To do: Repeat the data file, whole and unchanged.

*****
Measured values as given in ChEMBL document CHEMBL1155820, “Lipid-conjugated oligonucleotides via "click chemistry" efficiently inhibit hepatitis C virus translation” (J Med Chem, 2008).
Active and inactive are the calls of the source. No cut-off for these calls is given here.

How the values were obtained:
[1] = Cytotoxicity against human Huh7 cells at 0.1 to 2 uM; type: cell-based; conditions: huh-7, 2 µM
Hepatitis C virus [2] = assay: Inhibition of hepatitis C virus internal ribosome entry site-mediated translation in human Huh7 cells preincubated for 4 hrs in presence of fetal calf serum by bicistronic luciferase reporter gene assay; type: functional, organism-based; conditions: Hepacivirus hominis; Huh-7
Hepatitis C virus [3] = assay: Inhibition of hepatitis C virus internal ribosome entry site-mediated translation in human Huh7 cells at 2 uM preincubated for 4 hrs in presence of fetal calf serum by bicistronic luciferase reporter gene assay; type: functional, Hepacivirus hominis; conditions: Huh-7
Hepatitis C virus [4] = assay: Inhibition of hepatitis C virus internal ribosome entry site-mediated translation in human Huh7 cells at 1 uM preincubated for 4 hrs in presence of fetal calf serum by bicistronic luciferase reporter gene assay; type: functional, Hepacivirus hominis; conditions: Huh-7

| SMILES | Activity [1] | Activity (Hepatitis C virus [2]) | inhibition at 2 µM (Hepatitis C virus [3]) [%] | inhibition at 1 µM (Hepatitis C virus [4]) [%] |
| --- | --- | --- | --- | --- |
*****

Measured values as given in ChEMBL document CHEMBL1155820, “Lipid-conjugated oligonucleotides via "click chemistry" efficiently inhibit hepatitis C virus translation” (J Med Chem, 2008).
Active and inactive are the calls of the source. No cut-off for these calls is given here.

How the values were obtained:
[1] = Cytotoxicity against human Huh7 cells at 0.1 to 2 uM; type: cell-based; conditions: huh-7, 2 µM
Hepatitis C virus [2] = assay: Inhibition of hepatitis C virus internal ribosome entry site-mediated translation in human Huh7 cells preincubated for 4 hrs in presence of fetal calf serum by bicistronic luciferase reporter gene assay; type: functional, organism-based; conditions: Hepacivirus hominis; Huh-7
Hepatitis C virus [3] = assay: Inhibition of hepatitis C virus internal ribosome entry site-mediated translation in human Huh7 cells at 2 uM preincubated for 4 hrs in presence of fetal calf serum by bicistronic luciferase reporter gene assay; type: functional, Hepacivirus hominis; conditions: Huh-7
Hepatitis C virus [4] = assay: Inhibition of hepatitis C virus internal ribosome entry site-mediated translation in human Huh7 cells at 1 uM preincubated for 4 hrs in presence of fetal calf serum by bicistronic luciferase reporter gene assay; type: functional, Hepacivirus hominis; conditions: Huh-7

| SMILES | Activity [1] | Activity (Hepatitis C virus [2]) | inhibition at 2 µM (Hepatitis C virus [3]) [%] | inhibition at 1 µM (Hepatitis C virus [4]) [%] |
| --- | --- | --- | --- | --- |